Motherless Mothering.


Sometimes I think I am perfectly ok with progressing through my Mothering journey as a Motherless Mother.  Other days, like yesterday, & the day before, & the day before that, … I’m not.

I got mastitis again.  My temps reached 40.5 degrees.  I was shaking, & then dripping with sweat, & then shaking again.  And it got to the point where I decided that the only way I could pull off the whole Mothering-with-mastitis caper was to just get down on the floor on my hands & knees, & crawl around in order to get to & from everything that I needed.

And it’s not that I’m usually a woe-is-me kinda girl, it’s just that I couldn’t help but think to myself, “why the FLIP am I crawling around my house with my two children.  And my mastitis?!”.  Do you wanna know why I was doing that? … because I’m a Motherless Mother, that’s why.  And that’s not me stepping into woe-is-me territory, it’s just me stating the facts.  I can assure you, it’s these kind of extreme situations that are the only situations where I would just about give anythingto have a Mum.  Like, one of those good kind of Mums.  The ones that some of my best friends have, who just drop everything when sh*t hits the fan.  Like, … mastitis sh*t.  And all other forms of parenting life sh*t.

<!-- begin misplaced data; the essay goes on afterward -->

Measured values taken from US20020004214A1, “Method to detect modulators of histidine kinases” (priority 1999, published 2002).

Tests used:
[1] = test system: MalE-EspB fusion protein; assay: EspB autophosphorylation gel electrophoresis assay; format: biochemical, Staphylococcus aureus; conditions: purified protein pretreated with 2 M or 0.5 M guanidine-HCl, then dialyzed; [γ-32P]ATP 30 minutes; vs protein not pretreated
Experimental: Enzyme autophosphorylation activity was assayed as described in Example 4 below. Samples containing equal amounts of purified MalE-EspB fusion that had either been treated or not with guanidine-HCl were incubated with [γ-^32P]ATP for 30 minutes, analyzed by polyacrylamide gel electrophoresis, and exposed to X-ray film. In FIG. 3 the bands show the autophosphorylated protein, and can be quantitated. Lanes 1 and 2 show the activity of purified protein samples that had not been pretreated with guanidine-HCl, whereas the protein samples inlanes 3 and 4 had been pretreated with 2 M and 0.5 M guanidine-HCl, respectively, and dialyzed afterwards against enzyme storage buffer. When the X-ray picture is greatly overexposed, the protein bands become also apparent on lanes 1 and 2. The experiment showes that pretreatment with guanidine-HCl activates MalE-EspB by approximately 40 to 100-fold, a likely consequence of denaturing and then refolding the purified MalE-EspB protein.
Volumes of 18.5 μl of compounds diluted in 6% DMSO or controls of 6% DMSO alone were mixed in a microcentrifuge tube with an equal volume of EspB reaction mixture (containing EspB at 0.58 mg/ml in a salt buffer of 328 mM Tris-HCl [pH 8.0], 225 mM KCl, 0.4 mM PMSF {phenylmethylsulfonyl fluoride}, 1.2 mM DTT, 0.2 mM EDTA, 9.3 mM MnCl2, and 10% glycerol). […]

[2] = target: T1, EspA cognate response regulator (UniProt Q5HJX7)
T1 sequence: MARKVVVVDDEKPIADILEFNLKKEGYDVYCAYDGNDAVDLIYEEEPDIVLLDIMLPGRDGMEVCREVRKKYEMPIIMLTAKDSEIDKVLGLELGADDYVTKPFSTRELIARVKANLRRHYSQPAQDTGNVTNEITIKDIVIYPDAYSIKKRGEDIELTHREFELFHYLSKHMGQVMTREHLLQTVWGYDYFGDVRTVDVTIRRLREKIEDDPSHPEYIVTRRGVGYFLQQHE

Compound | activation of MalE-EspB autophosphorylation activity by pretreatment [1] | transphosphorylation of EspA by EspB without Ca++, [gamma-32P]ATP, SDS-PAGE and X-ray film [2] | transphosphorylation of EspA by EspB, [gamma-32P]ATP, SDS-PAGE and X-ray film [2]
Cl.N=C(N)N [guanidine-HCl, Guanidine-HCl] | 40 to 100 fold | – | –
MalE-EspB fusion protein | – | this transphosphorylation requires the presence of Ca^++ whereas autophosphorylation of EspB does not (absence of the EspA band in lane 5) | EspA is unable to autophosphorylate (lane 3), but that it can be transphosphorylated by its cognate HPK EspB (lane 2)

Y’know? Like, there are good kind of Mum types out there who just don’t let their daughters crawl around their houses on their hands & knees with their raging fevers, & their Mastitis’.  And look, I’ll be honest, …  I had a bit of a cry yesterday (mastitis will do that to a woman), because every now & again I am just so acutely aware that I lucked the flip out when it came to Mums.

Big time.